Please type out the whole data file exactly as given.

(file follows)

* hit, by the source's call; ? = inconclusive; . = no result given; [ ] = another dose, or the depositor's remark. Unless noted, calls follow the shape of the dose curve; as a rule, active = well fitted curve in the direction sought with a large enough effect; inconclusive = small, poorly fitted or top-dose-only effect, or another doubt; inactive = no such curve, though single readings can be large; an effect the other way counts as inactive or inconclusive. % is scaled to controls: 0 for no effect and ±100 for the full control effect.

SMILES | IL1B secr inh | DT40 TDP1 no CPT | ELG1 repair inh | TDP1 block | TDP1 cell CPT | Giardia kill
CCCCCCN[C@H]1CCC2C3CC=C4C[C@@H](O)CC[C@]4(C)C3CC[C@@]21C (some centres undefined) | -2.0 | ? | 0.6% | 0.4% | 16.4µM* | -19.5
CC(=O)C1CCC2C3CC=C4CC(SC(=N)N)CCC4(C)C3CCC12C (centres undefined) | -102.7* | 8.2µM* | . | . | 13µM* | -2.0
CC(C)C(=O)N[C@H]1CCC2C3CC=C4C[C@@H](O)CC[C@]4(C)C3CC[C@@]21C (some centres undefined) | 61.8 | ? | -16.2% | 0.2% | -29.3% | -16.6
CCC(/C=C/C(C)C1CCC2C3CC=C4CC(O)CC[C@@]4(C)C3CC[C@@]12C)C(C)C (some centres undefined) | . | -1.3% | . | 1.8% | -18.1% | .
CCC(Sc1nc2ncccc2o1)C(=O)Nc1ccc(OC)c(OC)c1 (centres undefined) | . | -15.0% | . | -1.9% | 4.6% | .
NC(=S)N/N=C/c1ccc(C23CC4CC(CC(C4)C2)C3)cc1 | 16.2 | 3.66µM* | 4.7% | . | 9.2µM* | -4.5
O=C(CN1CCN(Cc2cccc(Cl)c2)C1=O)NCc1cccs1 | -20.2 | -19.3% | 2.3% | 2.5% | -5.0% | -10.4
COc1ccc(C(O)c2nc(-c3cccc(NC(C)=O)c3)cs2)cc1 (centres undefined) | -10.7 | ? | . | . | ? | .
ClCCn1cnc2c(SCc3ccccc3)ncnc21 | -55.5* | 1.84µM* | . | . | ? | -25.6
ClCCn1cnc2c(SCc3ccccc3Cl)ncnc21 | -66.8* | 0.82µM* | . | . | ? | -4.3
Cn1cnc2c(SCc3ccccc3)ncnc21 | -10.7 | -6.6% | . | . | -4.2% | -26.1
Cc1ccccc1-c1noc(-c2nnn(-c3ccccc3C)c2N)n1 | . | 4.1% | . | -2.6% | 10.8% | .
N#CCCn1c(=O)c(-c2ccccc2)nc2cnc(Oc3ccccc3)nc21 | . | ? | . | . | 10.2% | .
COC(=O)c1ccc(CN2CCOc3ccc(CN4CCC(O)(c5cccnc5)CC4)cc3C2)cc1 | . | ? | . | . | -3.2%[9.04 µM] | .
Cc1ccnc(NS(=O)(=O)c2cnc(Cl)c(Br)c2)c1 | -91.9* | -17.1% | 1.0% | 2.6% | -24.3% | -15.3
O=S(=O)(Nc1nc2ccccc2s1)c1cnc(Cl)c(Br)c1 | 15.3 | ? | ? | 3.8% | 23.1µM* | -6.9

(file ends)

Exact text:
* hit, by the source's call; ? = inconclusive; . = no result given; [ ] = another dose, or the depositor's remark. Unless noted, calls follow the shape of the dose curve; as a rule, active = well fitted curve in the direction sought with a large enough effect; inconclusive = small, poorly fitted or top-dose-only effect, or another doubt; inactive = no such curve, though single readings can be large; an effect the other way counts as inactive or inconclusive. % is scaled to controls: 0 for no effect and ±100 for the full control effect.

SMILES | IL1B secr inh | DT40 TDP1 no CPT | ELG1 repair inh | TDP1 block | TDP1 cell CPT | Giardia kill
CCCCCCN[C@H]1CCC2C3CC=C4C[C@@H](O)CC[C@]4(C)C3CC[C@@]21C (some centres undefined) | -2.0 | ? | 0.6% | 0.4% | 16.4µM* | -19.5
CC(=O)C1CCC2C3CC=C4CC(SC(=N)N)CCC4(C)C3CCC12C (centres undefined) | -102.7* | 8.2µM* | . | . | 13µM* | -2.0
CC(C)C(=O)N[C@H]1CCC2C3CC=C4C[C@@H](O)CC[C@]4(C)C3CC[C@@]21C (some centres undefined) | 61.8 | ? | -16.2% | 0.2% | -29.3% | -16.6
CCC(/C=C/C(C)C1CCC2C3CC=C4CC(O)CC[C@@]4(C)C3CC[C@@]12C)C(C)C (some centres undefined) | . | -1.3% | . | 1.8% | -18.1% | .
CCC(Sc1nc2ncccc2o1)C(=O)Nc1ccc(OC)c(OC)c1 (centres undefined) | . | -15.0% | . | -1.9% | 4.6% | .
NC(=S)N/N=C/c1ccc(C23CC4CC(CC(C4)C2)C3)cc1 | 16.2 | 3.66µM* | 4.7% | . | 9.2µM* | -4.5
O=C(CN1CCN(Cc2cccc(Cl)c2)C1=O)NCc1cccs1 | -20.2 | -19.3% | 2.3% | 2.5% | -5.0% | -10.4
COc1ccc(C(O)c2nc(-c3cccc(NC(C)=O)c3)cs2)cc1 (centres undefined) | -10.7 | ? | . | . | ? | .
ClCCn1cnc2c(SCc3ccccc3)ncnc21 | -55.5* | 1.84µM* | . | . | ? | -25.6
ClCCn1cnc2c(SCc3ccccc3Cl)ncnc21 | -66.8* | 0.82µM* | . | . | ? | -4.3
Cn1cnc2c(SCc3ccccc3)ncnc21 | -10.7 | -6.6% | . | . | -4.2% | -26.1
Cc1ccccc1-c1noc(-c2nnn(-c3ccccc3C)c2N)n1 | . | 4.1% | . | -2.6% | 10.8% | .
N#CCCn1c(=O)c(-c2ccccc2)nc2cnc(Oc3ccccc3)nc21 | . | ? | . | . | 10.2% | .
COC(=O)c1ccc(CN2CCOc3ccc(CN4CCC(O)(c5cccnc5)CC4)cc3C2)cc1 | . | ? | . | . | -3.2%[9.04 µM] | .
Cc1ccnc(NS(=O)(=O)c2cnc(Cl)c(Br)c2)c1 | -91.9* | -17.1% | 1.0% | 2.6% | -24.3% | -15.3
O=S(=O)(Nc1nc2ccccc2s1)c1cnc(Cl)c(Br)c1 | 15.3 | ? | ? | 3.8% | 23.1µM* | -6.9